The following is an op-ed published in the Salt Lake Tribune this weekend.
Matthew David Stewart may have hung himself in his prison cell last week, but that does not mean that he alone bears the blame for his premature death. In fact, the government is responsible for putting him in the unfortunate circumstances that led to his desire to escape the grim future that faced him.
Little sympathy exists for the man dubbed by the media as an accused “cop killer.” When members of the Weber Morgan Narcotics Strike Force invaded Stewart’s home using a “knock and announce” warrant, the army veteran was awoken by the sound of breaking glass. Acting on training and instinct, Stewart fought back against the intruders. The ensuing firefight resulted in multiple shots to Stewart, and one officer dying and five others being wounded.
Stewart was not engaged in human trafficking. He was not abusing a family member. He was not plotting to rob a bank or bomb a government building. Instead, the alleged crime for which such a heavy-handed assault was deemed necessary was that he was growing a plant, marijuana, for his own personal consumption.
The following is an op-ed published in the Deseret News today.
Article 1, Section 27 of the Utah Constitution states: “Frequent recurrence to fundamental principles is essential to the security of individual rights and the perpetuity of free government.” As the 2013 general session of the Utah legislature begins next Monday, this “essential” process deserves more attention and much more action.
Along the campaign trail, most candidates claim they will uphold individual rights and promote freedom. Our Constitution suggests that success in achieving these laudable goals will come not from a single vote at the ballot box or in a bill sponsored by a legislator, but by our collective recurrence to fundamental principles.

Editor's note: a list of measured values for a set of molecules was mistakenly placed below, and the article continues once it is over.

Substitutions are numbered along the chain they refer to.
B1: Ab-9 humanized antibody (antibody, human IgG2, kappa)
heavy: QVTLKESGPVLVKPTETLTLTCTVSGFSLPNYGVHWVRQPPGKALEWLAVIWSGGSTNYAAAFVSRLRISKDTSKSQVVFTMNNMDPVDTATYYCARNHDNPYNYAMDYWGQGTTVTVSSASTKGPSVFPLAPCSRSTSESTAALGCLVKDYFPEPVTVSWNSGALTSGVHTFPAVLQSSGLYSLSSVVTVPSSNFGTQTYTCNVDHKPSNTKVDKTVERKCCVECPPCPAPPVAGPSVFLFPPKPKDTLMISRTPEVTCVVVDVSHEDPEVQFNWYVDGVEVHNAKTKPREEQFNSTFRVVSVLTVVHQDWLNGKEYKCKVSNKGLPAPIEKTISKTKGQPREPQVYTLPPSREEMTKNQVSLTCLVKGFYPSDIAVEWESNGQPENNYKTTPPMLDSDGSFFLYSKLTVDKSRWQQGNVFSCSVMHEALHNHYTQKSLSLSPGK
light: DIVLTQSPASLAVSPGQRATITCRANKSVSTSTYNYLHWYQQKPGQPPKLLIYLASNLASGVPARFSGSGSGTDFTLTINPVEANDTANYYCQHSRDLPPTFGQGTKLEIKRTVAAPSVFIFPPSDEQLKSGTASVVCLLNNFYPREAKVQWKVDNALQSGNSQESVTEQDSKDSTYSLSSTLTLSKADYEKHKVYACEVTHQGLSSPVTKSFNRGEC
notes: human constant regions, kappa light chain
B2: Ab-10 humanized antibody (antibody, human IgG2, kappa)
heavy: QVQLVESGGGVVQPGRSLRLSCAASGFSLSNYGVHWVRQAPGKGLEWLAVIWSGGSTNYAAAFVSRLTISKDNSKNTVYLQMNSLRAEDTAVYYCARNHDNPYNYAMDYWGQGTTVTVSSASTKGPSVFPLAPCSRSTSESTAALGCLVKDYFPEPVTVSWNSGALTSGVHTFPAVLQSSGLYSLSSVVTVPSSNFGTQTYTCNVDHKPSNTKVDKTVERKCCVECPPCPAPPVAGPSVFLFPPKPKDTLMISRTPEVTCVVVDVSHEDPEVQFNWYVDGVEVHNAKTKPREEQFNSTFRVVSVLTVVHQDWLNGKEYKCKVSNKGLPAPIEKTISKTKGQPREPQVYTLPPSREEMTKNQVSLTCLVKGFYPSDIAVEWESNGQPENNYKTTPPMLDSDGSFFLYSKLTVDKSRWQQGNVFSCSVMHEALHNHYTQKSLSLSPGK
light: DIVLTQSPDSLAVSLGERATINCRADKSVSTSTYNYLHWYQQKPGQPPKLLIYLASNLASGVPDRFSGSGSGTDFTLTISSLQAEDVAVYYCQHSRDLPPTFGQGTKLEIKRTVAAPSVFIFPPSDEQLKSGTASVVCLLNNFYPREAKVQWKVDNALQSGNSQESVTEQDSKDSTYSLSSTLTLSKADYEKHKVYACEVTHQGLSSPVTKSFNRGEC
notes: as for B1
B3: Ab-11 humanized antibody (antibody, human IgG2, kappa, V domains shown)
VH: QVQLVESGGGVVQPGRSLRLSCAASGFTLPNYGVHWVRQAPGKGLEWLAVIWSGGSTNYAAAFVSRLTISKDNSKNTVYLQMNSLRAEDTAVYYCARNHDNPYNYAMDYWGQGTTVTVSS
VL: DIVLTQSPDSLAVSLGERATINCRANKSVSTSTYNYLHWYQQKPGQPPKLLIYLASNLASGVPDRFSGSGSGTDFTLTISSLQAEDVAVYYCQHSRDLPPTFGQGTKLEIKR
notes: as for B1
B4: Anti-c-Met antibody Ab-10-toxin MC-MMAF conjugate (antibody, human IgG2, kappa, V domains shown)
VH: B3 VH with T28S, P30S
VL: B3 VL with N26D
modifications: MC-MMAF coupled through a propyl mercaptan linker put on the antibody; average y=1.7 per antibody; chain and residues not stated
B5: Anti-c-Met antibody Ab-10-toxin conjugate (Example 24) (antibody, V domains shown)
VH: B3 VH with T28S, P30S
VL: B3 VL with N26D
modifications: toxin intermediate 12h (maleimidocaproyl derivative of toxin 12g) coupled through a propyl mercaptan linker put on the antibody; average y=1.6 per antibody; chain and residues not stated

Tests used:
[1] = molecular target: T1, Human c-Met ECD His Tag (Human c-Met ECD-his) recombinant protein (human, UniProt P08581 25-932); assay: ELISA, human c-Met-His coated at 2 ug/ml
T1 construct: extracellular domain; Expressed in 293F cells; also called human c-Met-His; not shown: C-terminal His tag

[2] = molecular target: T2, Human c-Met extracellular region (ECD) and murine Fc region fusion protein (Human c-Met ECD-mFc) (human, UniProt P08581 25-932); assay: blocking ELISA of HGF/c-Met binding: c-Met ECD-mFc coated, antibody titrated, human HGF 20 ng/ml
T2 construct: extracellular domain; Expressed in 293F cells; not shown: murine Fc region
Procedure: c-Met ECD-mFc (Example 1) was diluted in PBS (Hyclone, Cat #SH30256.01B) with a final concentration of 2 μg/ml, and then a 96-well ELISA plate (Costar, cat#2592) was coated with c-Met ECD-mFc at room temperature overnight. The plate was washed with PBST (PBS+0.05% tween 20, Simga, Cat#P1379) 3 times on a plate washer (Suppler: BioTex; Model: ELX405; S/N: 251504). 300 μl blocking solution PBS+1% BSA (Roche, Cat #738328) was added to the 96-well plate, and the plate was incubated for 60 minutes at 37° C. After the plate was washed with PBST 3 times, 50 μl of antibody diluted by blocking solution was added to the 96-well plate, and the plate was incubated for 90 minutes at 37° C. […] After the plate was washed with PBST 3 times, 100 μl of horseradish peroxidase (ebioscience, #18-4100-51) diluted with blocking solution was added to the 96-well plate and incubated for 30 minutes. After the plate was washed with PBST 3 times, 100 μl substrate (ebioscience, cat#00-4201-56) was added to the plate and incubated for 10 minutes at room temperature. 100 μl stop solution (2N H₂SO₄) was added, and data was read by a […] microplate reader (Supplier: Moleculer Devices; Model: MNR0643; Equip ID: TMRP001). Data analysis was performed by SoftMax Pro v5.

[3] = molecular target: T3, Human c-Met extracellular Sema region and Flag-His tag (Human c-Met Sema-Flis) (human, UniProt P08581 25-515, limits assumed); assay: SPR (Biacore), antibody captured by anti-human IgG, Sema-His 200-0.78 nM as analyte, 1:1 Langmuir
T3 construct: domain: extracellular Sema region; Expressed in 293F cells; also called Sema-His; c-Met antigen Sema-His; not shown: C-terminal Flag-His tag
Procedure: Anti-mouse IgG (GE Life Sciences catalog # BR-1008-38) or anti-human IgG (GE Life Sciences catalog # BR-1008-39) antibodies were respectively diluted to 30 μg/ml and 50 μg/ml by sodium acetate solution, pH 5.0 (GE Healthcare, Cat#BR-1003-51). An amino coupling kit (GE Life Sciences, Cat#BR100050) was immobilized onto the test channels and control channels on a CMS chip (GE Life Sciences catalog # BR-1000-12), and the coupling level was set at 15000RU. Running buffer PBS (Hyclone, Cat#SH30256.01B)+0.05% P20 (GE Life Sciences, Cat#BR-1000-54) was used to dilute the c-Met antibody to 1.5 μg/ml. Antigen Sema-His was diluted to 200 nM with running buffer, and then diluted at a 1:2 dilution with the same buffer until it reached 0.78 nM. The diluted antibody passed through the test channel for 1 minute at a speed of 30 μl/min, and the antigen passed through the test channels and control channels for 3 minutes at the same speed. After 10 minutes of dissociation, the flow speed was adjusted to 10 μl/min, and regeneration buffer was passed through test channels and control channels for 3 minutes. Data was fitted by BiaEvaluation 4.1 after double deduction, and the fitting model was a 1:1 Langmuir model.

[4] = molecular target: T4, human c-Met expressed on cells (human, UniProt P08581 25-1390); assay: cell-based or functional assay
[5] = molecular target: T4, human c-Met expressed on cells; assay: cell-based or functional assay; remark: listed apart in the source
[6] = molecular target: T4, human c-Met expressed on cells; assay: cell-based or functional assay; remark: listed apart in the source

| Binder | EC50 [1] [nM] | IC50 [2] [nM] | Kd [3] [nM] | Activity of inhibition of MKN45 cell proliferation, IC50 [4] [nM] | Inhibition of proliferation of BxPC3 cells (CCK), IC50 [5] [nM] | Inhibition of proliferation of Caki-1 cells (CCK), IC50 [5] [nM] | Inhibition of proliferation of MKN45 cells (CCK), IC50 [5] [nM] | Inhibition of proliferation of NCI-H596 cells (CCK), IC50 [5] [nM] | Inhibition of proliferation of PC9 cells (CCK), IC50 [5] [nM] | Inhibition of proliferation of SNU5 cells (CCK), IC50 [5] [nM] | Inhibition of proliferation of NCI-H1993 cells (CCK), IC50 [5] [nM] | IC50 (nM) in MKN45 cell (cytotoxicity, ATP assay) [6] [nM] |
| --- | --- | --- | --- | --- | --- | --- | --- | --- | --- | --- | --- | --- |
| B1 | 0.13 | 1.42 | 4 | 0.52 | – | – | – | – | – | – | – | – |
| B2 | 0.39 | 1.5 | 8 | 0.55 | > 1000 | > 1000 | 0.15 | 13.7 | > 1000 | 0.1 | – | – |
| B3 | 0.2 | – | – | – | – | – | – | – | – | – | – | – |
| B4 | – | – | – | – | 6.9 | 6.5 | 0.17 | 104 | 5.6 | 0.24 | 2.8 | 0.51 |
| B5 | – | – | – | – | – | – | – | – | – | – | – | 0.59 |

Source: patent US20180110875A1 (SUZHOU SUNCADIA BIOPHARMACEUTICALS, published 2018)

The following is an op-ed published in The Standard-Examiner today.
Not a single legislative session goes by in Utah without accusations from one end of the political spectrum or the other regarding hypocrisy on the part of politicians in our state. While the label of “hypocrite” carries with it a negative connotation, its origin denotes a specific meaning that should be understood in order to be corrected.
The word itself stems from the Greek hypokrites, a descriptive term applied to an actor playing his part on stage. An early example of its use comes from four centuries before Christ, when the Greek orator Demosthenes derided his longtime rival Aeschines as a hypocrite for using his previous employment as an actor to become an untrustworthy politician.
Stage actors during that time usually wore masks, and would modify their voice and actions to imitate the character being represented. Like the sheep in wolf’s clothing, the hypocrite altered himself as needed in order to come across in a preferred way.
Which brings us to politics.